Friday, May 3, 2013

Easy and Effective Sensor Cleaning: Firefly + LensPen

I'm back home from the hospital, getting better everyday.  Thanks for all the well wishes.  I wouldn't have recovered as quickly without them.

This is a follow up post to my test of the Firefly DSC-2000 sensor cleaner.  In that post, we saw that the Firefly significantly diminished the spots on the sensor, but many spots remained.  In this post, I show how the Firefly is complemented by the Lenspen SensorKlear.  The combination is very easy to use and is very effective.


Here is a baseline shot of the Nikon D7000, a camera with a reputation for being prone to dust spots (some say oil spots, although I'm not convinced that the spots are oil).  This was at f/45.

D7000 baseline

I then cleaned the sensor with the Firefly:

D7000 firefly

There is not a lot of difference compared to the baseline shot.  However, please recall that I had just recently cleaned the D7000 with the Firefly (see this post), therefore most of the spots that could have been removed by the Firefly were already gone.  This time, I'd like to show the additional effect of the LensPen.

Looking at the sensor I could not see the spots even with the lighted loupe.  Because the spots were too small to be seen, I just rubbed the Lenspen lightly several times across the sensor surface (actually the AA filter) to try to remove the spots.  I was trying to rely on the friction of the repeated rubbing rather than pressure (I am concerned that using too much pressure can damage the sensor).  Here is the result.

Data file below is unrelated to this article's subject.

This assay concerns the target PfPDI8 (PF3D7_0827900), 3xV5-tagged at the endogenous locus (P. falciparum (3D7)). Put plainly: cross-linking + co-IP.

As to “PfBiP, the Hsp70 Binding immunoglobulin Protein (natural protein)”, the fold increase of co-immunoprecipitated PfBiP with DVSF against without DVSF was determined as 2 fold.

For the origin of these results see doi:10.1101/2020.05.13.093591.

d7000 lenspen2

The LensPen was able to remove most of the remaining spots.


I did a similar test with the Fuji S5.   Here is how the S5 looked after cleaning with the Firefly (f/45).

You can see there are many tiny spots around the edges of the frame.  I rubbed the LensPen over the sensor several times and here is how it looks now:


Most of the small spots around the corner were removed by the LensPen, although there are new, larger spots, which I think are spots that came from the LensPen bits that came off.  I did another sweep with the LensPen and some more blowing with the Firefly.  Here is the result at f/45.


Almost all of the spots are gone, and the few that remain are small.


Same test, with the D600 with approximately 10,300 shutter count.  Here is how it looks before cleaning (was cleaned by a blower several times but never wet cleaned).


I used the Firefly first with the mirror down, then with the mirror up (using Mup), then on the sensor surface.  I then used the Lenspen to sweep the remaining dust.  Then again with the Firefly to get rid of debris introduced by the LensPen.  After about 3 attempts at cleaning with the Firefly and LensPen here is how it looks:


  • The Firefly is effective at reducing but not eliminating dust spots.  It is more effective than a blower alone, and is less likely to cause accidental damage to the sensor.
  • The LensPen is effective at removing the tiniest spots but sometimes introduces new spots of its own.  These additional spots can be removed through the Firefly.